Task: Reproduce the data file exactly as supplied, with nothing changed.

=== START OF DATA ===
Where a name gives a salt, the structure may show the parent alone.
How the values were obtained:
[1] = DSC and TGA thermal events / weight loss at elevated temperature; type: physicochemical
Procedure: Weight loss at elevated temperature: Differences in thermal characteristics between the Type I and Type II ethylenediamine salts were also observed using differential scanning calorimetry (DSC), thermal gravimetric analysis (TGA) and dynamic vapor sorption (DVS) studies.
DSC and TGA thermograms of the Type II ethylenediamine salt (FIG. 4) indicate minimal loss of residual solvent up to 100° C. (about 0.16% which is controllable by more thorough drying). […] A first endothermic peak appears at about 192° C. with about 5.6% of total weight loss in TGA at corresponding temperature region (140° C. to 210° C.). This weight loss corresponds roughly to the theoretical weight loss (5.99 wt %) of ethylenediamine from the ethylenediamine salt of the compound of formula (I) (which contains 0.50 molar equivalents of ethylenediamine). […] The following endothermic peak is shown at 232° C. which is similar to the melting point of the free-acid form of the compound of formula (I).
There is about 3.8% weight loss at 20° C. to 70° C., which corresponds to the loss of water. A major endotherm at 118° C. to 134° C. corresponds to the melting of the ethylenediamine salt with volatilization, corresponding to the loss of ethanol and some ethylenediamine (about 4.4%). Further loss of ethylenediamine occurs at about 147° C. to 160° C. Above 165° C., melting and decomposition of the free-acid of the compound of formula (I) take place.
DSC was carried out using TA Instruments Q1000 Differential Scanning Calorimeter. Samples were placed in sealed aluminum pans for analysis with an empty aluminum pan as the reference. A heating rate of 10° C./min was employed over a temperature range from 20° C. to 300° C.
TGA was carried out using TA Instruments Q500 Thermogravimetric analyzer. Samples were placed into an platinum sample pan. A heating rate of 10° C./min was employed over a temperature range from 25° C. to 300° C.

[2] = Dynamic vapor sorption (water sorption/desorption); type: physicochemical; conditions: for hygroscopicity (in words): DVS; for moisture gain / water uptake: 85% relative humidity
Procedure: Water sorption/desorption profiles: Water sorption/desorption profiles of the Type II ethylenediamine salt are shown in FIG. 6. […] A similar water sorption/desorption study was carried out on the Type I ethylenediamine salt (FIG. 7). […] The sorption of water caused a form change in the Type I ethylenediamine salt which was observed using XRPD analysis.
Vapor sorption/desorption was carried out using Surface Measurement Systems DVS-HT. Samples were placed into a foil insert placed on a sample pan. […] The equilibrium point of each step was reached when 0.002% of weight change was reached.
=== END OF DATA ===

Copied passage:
Where a name gives a salt, the structure may show the parent alone.
How the values were obtained:
[1] = DSC and TGA thermal events / weight loss at elevated temperature; type: physicochemical
Procedure: Weight loss at elevated temperature: Differences in thermal characteristics between the Type I and Type II ethylenediamine salts were also observed using differential scanning calorimetry (DSC), thermal gravimetric analysis (TGA) and dynamic vapor sorption (DVS) studies.
DSC and TGA thermograms of the Type II ethylenediamine salt (FIG. 4) indicate minimal loss of residual solvent up to 100° C. (about 0.16% which is controllable by more thorough drying). […] A first endothermic peak appears at about 192° C. with about 5.6% of total weight loss in TGA at corresponding temperature region (140° C. to 210° C.). This weight loss corresponds roughly to the theoretical weight loss (5.99 wt %) of ethylenediamine from the ethylenediamine salt of the compound of formula (I) (which contains 0.50 molar equivalents of ethylenediamine). […] The following endothermic peak is shown at 232° C. which is similar to the melting point of the free-acid form of the compound of formula (I).
There is about 3.8% weight loss at 20° C. to 70° C., which corresponds to the loss of water. A major endotherm at 118° C. to 134° C. corresponds to the melting of the ethylenediamine salt with volatilization, corresponding to the loss of ethanol and some ethylenediamine (about 4.4%). Further loss of ethylenediamine occurs at about 147° C. to 160° C. Above 165° C., melting and decomposition of the free-acid of the compound of formula (I) take place.
DSC was carried out using TA Instruments Q1000 Differential Scanning Calorimeter. Samples were placed in sealed aluminum pans for analysis with an empty aluminum pan as the reference. A heating rate of 10° C./min was employed over a temperature range from 20° C. to 300° C.
TGA was carried out using TA Instruments Q500 Thermogravimetric analyzer. Samples were placed into an platinum sample pan. A heating rate of 10° C./min was employed over a temperature range from 25° C. to 300° C.

[2] = Dynamic vapor sorption (water sorption/desorption); type: physicochemical; conditions: for hygroscopicity (in words): DVS; for moisture gain / water uptake: 85% relative humidity
Procedure: Water sorption/desorption profiles: Water sorption/desorption profiles of the Type II ethylenediamine salt are shown in FIG. 6. […] A similar water sorption/desorption study was carried out on the Type I ethylenediamine salt (FIG. 7). […] The sorption of water caused a form change in the Type I ethylenediamine salt which was observed using XRPD analysis.
Vapor sorption/desorption was carried out using Surface Measurement Systems DVS-HT. Samples were placed into a foil insert placed on a sample pan. […] The equilibrium point of each step was reached when 0.002% of weight change was reached.